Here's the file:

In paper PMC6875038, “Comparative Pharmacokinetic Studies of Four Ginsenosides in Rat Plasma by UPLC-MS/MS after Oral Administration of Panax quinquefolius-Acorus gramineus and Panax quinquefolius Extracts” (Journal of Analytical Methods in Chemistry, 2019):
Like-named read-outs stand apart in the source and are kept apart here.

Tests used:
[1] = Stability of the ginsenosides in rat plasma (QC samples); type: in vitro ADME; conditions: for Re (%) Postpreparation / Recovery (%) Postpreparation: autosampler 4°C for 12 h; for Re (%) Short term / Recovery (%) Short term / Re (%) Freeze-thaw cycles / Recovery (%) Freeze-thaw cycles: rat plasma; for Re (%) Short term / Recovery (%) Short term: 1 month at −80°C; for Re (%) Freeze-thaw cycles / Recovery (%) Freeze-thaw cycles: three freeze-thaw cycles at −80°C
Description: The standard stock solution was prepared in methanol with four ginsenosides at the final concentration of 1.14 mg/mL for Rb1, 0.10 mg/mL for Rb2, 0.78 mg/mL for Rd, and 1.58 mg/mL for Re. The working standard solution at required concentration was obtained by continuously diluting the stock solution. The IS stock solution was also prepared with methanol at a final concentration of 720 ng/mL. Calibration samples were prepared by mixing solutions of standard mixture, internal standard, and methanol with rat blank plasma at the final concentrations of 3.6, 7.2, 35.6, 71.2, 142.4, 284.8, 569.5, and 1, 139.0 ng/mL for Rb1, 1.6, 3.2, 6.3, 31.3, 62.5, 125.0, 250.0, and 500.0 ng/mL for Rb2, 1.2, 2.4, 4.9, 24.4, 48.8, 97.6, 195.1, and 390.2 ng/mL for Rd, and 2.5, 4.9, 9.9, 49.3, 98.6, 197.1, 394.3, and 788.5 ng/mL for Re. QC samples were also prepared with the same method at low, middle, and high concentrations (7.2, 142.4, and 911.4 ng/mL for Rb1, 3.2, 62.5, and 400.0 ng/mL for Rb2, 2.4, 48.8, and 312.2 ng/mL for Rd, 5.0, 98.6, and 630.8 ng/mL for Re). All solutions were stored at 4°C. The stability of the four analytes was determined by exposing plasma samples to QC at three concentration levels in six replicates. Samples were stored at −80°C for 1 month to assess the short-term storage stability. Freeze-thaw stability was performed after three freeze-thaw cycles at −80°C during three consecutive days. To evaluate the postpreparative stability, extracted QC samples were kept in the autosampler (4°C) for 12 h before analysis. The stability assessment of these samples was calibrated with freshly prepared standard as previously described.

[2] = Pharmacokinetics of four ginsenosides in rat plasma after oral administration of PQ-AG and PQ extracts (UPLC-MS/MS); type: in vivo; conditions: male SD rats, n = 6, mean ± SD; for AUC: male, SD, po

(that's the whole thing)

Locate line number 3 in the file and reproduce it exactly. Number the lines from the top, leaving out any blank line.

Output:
Tests used: